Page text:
‘Data like these give us energy and hope’: Biogen highlights tofersen potential in motor-neuron disease with NEJM study

By Rachel Arthur

- Last updated on GMT


Related tags Biogen

An extension of a Phase 3 trial for Biogen’s tofersen shows benefits in a form of motor neuron disease, according to a study published in the New England Journal of Medicine (NEJM) this week.

Tofersen is an antisense oligonucleotide being evaluated for the potential treatment of superoxide dismutase 1 amyotrophic lateral sclerosis (SOD1 ALS).

In October 2021, the Phase 3 Valor trial failed to meet its primary endpoint after six months, although trends of reduced disease progression across multiple secondary and exploratory endpoints encouraged an extension of the study.

Now, combined Valor and open-label-extension 12 month data has shown a slowed decline in clinical function, respiratory function, strength, and quality of life with earlier initiation of tofersen.  

“The ALS community has been actively pursuing new medicines for decades. To have data like these published in NEJM gives us energy and hope. We are now seeing in the data what we suspected about tofersen for a long time – that it has the potential to make a clinical difference for people living with SOD1-ALS,”​ said Merit Cudkowicz, M.D., co-principal investigator of the Valor trial and co-founder of the Northeast ALS Consortium, Director of the Healey & AMG Center for ALS and Chair of Neurology at Massachusetts General Hospital and the Julieanne Dorn Professor of Neurology at Harvard Medical School.

SOD1 gene mutations

After the launch of its Alzheimer’s drug Aduhelm (aducanumab), tofersen represents one of Biogen’s most advanced drugs in its pipeline. The US FDA recently accepted tofersen’s New Drug Application (NDA) for priority review, with an action date of January 23, 2023.

Amyotrophic lateral sclerosis (ALS) is a rare, progressive and fatal neurodegenerative disease that results in the loss of motor neurons in the brain and the spinal cord that are responsible for controlling voluntary muscle movement. People with ALS experience muscle weakness and atrophy, causing them to lose independence as they steadily lose the ability to move, speak, eat, and eventually breathe. Average life expectancy for people with ALS is three to five years from time of symptom onset.

Mutations in the SOD1 gene are responsible for around 2% of the estimated 168,000 people who have ALS globally, leading to the production of a toxic form of the SOD1 protein.

Known as gene silencing, tofersen binds and degrades SOD1 mRNA to reduce synthesis of SOD1 protein production. 

The initial Phase 3 trial, Valor, was a six-month randomized, double-blind, placebo-controlled study to evaluate the effects of tofersen 100 mg in adults with ALS associated with a SOD1 mutation. In total, 108 participants took part, with 76 receiving 100mg of tofersen and the rest a placebo. Of these participants, 95 enrolled in the ongoing open-label-extension. At the time of the analysis all participants had an opportunity for at least 12 months of follow-up, with a median exposure to tofersen of approximately 20 months.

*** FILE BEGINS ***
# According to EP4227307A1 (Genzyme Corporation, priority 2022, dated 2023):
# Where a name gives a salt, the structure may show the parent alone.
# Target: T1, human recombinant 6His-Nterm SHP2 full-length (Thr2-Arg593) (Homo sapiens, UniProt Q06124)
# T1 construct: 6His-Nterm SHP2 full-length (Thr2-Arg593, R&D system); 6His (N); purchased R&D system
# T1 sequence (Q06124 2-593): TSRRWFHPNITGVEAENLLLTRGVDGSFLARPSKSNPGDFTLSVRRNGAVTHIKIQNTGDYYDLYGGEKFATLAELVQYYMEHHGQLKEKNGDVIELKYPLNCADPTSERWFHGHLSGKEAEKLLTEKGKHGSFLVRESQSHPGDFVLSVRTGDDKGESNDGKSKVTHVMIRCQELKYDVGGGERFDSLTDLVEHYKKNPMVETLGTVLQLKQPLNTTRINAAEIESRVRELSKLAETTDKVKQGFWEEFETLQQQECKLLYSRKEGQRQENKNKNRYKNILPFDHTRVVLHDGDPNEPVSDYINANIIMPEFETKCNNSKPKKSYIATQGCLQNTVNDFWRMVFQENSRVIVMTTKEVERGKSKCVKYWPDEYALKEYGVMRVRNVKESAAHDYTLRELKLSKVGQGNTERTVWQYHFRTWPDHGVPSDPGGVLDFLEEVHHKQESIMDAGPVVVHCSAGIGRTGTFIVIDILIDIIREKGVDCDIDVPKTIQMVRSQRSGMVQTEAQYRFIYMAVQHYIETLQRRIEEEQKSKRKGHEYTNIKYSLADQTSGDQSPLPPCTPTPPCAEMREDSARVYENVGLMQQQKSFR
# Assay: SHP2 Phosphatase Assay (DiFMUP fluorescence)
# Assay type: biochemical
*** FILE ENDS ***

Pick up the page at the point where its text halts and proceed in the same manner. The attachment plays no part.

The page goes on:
The combined Valor and open-label-extension 12 month data showed sustained reductions in SOD1 protein (a marker of target engagement) and neurofilament (a marker of neurodegeneration) and slowed decline in clinical function, respiratory function, strength, and quality of life with earlier initiation of tofersen.  

However, the 12-month data also highlighted some adverse advents: serious neurologic events including myelitis, chemical or aseptic meningitis, radiculitis, increased intracranial pressure and papilledema, were reported in 6.7% of participants receiving tofersen in Valor and its open-label-extension.

Key takeaways

Biogen says the results offer ‘important learnings regarding the biology of SOD1-ALS and the design of ALS clinical trials.'

“I see three key take home points from these data. First, tofersen clearly leads to lowering of SOD1 protein, as would be expected. Second there is substantial lowering of neurofilament levels, which I interpret as potentially slowing the underlying disease process. And third, there is a meaningful clinical benefit when looking at the later time points in the open label extension,”​ said Timothy Miller, M.D., Ph.D., principal investigator of Valor and ALS Center co-Director at Washington University School of Medicine, St. Louis.

While the treatment only offers hope to a small percentage of MND patients, it is hoped that other mutations could be targeted in a similar way. 

Professor Dame Pamela Shaw, Professor of Neurology and Director of SITraN at the University of Sheffield said: “Patients with SOD1 mutations are relatively rare, but this trial is going to change the future of MND trials for patients. Not only can we look at other genes which also cause MND, but we now have a biomarker which we can measure to see if a treatment is working. This is going to make trials much more efficient. In future we may be able to tell in three to six months if an experimental therapy is having a positive effect.”

The study​ has been welcomed by the MND Association, which also highlights the potential of other similar approaches in tackling motor-neuron disease. 

“These latest results provide mounting confidence that Tofersen is having both a biological and a beneficial effect in people living with SOD1 MND,”​ Dr Brian Dickie, Director of Research Development at the MND Association said.

“They also provide important ‘proof of concept’ that similar gene therapy-based approaches may be helpful for other forms of the disease.”

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